• USAID’s Privacy Program directs policies and practices for protecting personally identifiable information and data, while several policy references (ADS303maz and ADS302mbj) provide guidance for protecting information to ensure the health and safety of implementing partners. USAID’s Development Data Policy (ADS Chapter 579) details a data publication process that provides governance for data access and data release in ways that ensure protections for personal and confidential information. As a reference to the Development Data Policy, ADS579maa explains USAID’s foreign assistance data publications and the protection of any sensitive information prior to release. USAID applies statistical disclosure control on all public data before publication or inclusion in the DDL.
5.5 Did the agency provide assistance to city, county, and/or state governments, and/or other grantees on accessing the agency’s datasets while protecting privacy?
  • While specific data on this is limited, USAID does invest in contracts or grants that provide support to build local organizational or governmental capacity in data collection, analysis, and use. In addition, to date, more than 361 USAID data assets are available to the public via USAID’s DDL. These assets include microdata related to USAID’s initiatives that provide partner countries and development partners with insight into emerging trends and opportunities for expanding peace and democracy, reducing food insecurity, and strengthening the capacity to deliver quality educational opportunities for children and youth around the globe. Grantees are encouraged to use the data on the DDL, which provides an extensive User Guide to aid in accessing, using, securing and protecting data. The Data Services team conducts communication and outreach to expand the awareness of websites with development data, how to access it, and how to contact the team for support. In addition, the Data Services team has developed a series of videos to show users how to access the data available. The dataservices@usaid.gov mail account responds to requests for assistance and guidance on a range of data services from both within the Agency and from implementing partners and the public
Score
6
AmeriCorps
5.1 Did the agency have a strategic data plan, including an open data policy? (Example: Evidence Act 202(c), Strategic Information Resources Plan)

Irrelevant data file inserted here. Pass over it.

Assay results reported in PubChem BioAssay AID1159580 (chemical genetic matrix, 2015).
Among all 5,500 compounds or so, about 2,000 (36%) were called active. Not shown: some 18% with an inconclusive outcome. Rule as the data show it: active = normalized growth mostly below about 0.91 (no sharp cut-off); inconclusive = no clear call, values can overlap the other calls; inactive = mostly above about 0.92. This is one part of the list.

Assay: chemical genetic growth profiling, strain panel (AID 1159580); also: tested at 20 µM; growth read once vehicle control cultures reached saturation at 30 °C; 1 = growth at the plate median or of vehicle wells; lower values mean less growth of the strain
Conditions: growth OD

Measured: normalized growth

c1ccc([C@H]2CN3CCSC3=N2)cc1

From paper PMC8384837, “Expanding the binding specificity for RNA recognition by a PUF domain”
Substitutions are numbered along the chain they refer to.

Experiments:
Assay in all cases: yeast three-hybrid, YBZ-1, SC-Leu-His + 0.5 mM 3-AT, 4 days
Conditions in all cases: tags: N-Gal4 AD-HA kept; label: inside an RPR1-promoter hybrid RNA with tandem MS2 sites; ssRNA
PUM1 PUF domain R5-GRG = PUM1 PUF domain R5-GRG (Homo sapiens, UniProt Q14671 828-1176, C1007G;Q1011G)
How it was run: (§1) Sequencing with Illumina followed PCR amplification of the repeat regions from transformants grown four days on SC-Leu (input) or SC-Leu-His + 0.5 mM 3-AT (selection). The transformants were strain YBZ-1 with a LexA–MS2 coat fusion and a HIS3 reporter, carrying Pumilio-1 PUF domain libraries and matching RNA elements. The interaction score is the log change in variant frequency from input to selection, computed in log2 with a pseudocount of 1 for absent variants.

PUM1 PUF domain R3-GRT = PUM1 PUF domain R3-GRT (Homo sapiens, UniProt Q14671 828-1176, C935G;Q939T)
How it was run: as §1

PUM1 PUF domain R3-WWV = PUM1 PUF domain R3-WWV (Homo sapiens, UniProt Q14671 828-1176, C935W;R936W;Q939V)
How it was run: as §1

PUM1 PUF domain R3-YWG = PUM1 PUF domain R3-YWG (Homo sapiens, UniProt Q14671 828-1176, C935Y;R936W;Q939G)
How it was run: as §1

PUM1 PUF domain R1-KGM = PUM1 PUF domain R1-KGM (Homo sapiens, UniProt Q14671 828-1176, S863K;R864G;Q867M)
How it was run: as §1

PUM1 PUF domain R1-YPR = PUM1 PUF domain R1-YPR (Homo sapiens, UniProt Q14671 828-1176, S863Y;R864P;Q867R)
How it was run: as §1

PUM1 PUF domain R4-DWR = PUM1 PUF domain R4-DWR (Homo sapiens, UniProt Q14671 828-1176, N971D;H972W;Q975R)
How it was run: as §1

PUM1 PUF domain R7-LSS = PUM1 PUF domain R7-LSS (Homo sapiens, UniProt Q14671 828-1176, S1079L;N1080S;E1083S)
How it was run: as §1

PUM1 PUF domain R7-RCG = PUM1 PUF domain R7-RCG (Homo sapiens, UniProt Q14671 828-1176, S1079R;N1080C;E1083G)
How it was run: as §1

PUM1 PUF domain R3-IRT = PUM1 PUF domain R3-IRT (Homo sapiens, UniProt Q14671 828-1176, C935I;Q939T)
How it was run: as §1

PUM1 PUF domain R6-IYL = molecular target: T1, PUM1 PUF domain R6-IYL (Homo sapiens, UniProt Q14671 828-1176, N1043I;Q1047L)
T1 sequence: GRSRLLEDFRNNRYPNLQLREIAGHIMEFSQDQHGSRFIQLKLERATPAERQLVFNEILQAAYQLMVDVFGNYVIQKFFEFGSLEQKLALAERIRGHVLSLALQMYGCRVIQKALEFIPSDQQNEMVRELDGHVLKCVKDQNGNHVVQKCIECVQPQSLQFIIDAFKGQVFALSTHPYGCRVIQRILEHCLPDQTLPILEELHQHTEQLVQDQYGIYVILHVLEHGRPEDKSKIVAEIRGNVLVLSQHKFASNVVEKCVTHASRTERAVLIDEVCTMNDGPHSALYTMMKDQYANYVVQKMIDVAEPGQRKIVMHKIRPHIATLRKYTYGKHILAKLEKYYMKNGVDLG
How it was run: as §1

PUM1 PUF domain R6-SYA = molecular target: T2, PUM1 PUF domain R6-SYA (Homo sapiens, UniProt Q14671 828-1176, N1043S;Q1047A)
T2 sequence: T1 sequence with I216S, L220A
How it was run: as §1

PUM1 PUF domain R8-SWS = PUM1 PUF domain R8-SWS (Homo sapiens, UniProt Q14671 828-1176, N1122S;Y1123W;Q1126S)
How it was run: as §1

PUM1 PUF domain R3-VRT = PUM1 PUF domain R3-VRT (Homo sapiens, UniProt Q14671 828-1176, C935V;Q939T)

• AmeriCorps has three policies related to managing the agency’s data assets: Information Technology Management (policy 381), Information Technology Governance (policy 382) and Information Technology Data Management (policy 383).  
  • The CIO/Acting CDO and the Director of Research and Evaluation/Evaluation Officer will be working together in FY20 to reconstitute and reconvene the agency’s Data Council and determine what kind of charter/agency policy may be needed for establishing the role of the Council with regard to managing the agency’s data assets. In essence, the role of the Council, under the direction of the Acting CDO, will be to prioritize data asset management issues such as creating an annual Fact Sheet (so all externally facing numbers have a single authoritative source), creating a more user-friendly interface for the agency’s data warehouse/data inventory, and keeping the agency’ open data platform current. 
5.2 Did the agency have an updated comprehensive data inventory? (Example: Evidence Act 3511)
  • The agency’s Information Technology Data Management Policy addresses the need to have a current and comprehensive data inventory. The agency has an open data platform.
5.3 Did the agency promote data access or data linkage for evaluation, evidence-building, or program improvement? (Examples: Model data-sharing agreements or data-licensing agreements; data tagging and documentation; data standardization; downloadable machine-readable, de-identified tagged data; Evidence Act 3520(c))
  • AmeriCorps has a data request form and an MOU template so that anyone interested in accessing agency data may use the protocol to request data. In addition, public data sets are accessible through the agency’s open data platform. The agency’s member exit survey data was made publicly available for the first time in FY19. In addition, nationally representative civic engagement and volunteering statistics are available, through a data sharing agreement with the Census Bureau, on an interactive platform. The goal of these platforms is to make these data more accessible to all interested end-users.
  • The Portfolio Navigator pulls data from the AmeriCorps data warehouse for use by the agency’s Portfolio Managers and Senior Portfolio Managers. The goal is to use this information for grants management and continuous improvement throughout the grant lifecycle.
5.4 Did the agency have policies and procedures to secure data and protect personal, confidential information? (Example: differential privacy; secure, multiparty computation; homomorphic encryption; or developing audit trails)
  • The agency has a new Privacy Policy (policy 153) that was signed in FY20 and posted internally. The Information Technology Data Governance Policy addresses data security. The agency conducts Privacy Impact Assessments which are a privacy review of each of AmeriCorps’ largest electronic systems which are then published online (click on the first 3 listings or PRISM).